When the budget dropped last week I began to wonder why the province hadn’t been very specific on which transit projects were going to be funded. Usually they are very specific and it made me wonder if something big was coming down the pipe…
Today the Province introduced The Greater Toronto and Hamilton Area Transit Implementation Act, which makes very important changes to Metrolinx, GO Transit, and potentially transit across the region. This proposed law, which has passed first reading in the legislature, has (according to the press release), a few key elements:
- GO Transit and Metrolinx merge into a single transit agency to build more transit faster.
- A few weeks ago a friend asked me why GO’s fare increase was met with fairly little public opposition compared to previous years. After thinking about it for a while, I figured that it was because people can see GO improving services every day. While every transit agency is buying new buses and putting them on the road, you can see GO buying new locomotives and new rail-cars, and you can see construction at stations and along the line building new platforms and tracks. You can see where they are building grade separations and can even ride across some of the new ones. Compared to other transit agencies, people see GO as working hard to improve service – and there is a lot of truth to it. Metrolinx isn’t a builder or an operator, so to me it makes sense to have GO be the muscle and Metrolinx be the brains. I just hope that the very strong GO brand remains in some form.
- Ontario taxpayers, through Metrolinx, to own selected new regional transit infrastructure. Ontario would have greater control of valuable transit assets funded largely through the provincial government.
- My interpretation of this is that the province will own the lines that it, through Metrolinx, builds. In this industry, however, owning a piece of infrastructure doesn’t necessarily mean that you will be the one operating it.
- Up to 15 members on board of directors for new organization draw on professional and corporate experience to implement a regional transit network.
- One of the major changes to the governance model, this new board would be filled with industry experts instead of politicians. It’s currently unclear how these experts will be appointed, but this follows the recent changes to the board of TransLink in Metro Vancouver. On the one hand, an expert board gives formal recognition to the expertise that transportation planners, communication experts, civil engineers, public administration gurus and financiers have. On the other hand, these individuals are not politicians and are not directly responsible to the taxpayers. They might not be sensitive to the particular needs of a particular community, but they will be less likely to be biased towards or against certain communities. Ultimately, how one feels about this move will depend on how they feel about the current governance model. Was it too political? Was it biased for or against Scarborough (as an example, of course…)? Not in my view, but I concede that not many share my opinion.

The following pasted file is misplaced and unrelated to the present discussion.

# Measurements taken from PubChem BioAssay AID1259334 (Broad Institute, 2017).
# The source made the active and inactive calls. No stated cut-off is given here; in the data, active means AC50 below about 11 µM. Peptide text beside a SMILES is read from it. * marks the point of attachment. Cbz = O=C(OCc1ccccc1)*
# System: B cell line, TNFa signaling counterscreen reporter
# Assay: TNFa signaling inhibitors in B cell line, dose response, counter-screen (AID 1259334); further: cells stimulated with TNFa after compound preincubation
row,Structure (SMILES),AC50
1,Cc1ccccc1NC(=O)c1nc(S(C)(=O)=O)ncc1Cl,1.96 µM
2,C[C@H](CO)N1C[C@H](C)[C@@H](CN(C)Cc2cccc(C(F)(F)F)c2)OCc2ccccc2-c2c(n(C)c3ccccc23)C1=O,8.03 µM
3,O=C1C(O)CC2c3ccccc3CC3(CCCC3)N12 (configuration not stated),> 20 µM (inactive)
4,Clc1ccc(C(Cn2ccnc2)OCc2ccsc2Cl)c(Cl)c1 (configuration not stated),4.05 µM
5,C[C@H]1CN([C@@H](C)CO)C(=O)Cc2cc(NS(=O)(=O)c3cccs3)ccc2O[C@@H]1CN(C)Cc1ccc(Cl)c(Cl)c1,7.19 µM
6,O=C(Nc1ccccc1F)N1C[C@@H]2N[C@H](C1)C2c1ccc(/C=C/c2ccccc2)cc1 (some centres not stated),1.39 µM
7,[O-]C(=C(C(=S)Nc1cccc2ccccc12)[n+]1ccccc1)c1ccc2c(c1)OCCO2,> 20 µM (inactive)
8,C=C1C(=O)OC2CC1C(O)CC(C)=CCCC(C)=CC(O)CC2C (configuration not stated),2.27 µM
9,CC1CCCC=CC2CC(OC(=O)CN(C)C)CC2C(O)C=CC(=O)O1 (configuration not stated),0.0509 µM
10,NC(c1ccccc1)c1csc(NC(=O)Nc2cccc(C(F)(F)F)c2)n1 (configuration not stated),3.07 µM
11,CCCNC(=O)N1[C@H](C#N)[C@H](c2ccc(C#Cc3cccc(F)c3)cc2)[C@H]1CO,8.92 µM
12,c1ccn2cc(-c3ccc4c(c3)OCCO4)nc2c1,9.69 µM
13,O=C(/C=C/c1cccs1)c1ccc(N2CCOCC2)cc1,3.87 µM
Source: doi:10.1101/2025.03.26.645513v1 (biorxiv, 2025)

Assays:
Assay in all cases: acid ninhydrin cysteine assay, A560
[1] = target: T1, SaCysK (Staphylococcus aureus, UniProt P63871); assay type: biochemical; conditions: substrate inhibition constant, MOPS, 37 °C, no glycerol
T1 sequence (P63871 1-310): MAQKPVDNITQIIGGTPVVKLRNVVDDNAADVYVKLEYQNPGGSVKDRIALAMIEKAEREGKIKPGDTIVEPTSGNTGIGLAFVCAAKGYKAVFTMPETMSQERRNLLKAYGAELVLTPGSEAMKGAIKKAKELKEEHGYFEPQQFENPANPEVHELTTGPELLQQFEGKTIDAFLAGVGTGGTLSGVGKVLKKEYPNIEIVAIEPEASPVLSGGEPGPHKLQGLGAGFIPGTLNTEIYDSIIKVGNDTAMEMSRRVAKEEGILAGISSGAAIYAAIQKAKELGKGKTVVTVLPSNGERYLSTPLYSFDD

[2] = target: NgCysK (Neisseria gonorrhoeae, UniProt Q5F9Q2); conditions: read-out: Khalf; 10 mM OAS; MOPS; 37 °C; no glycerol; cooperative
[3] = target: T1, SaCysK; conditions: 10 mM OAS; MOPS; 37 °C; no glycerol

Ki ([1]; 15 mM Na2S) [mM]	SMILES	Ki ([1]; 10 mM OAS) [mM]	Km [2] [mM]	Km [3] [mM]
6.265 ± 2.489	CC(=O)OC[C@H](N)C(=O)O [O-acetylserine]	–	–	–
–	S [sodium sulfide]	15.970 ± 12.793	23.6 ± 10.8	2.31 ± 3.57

- Transition advisor and Transition Advisory Board support merger and help bring two organizations together.
- Among this group is Rob MacIsaac, Peter Smith and Paul Bedford, all current board members, as well as industry experts. I get the sense that this is a glimpse into the future makeup of the Metrolinx board.
- Minister of Transportation issues transportation planning policy statements based on Regional Transportation Plan and municipalities to align transportation plans accordingly.
- This is the part that interests me the most, but ironically, I have very little to say about it. We know that certain transit agencies have been very keen to work with Metrolinx, GO and others on service and fare integration, while certain other agencies have not been enthusiastic. It will be interesting to see what direction the province will take with these policy statements. Will they mandate fare integration between the TTC and YRT? Will they order local transit to be introduced in areas where none currently exists (looking at you Caledon…)? Will they upload all transit services to GO? Should they? It’s clear to me that Queens Park wants to reserve the right to do so.
- Metrolinx consults with all municipalities in the GTHA on any changes to the plan.
- We have decided to organize ourself into a region of independent cities and towns, so it is critical to consider that layer when we need our plan to evolve to respond to changing times and conditions. But, we have to stop thinking of ourselves in this way. The GTHA is an interconnected region and the economy, environment and quality of life doesn’t drastically change when we reach a municipal boundary. It’s critical that the province consult with the municipalities – because they are going to be affected – but we have to keep our eyes on the prize of an interconnected regional transit network and work through any differences of opinion at the municipal level.
Time will tell if this betters the ability of Metrolinx and GO to deliver well planned, well built and well operated transit infrastructure to the residents and visitors of the Greater Toronto and Hamilton area, but I’m very optimistic. I see this act as the province recognizing the leadership role that Metrolinx should play in regional transportation planning and the effectiveness of GO Transit in delivering high quality services. Having served as a citizen advisor to Metrolinx on the Regional Transportation Plan, it’s no surprise that I have an interest in seeing the plan being implemented. Hopefully, this move is the first in many steps to get The Big Move moving.
Image source: Flickr user “itchycam”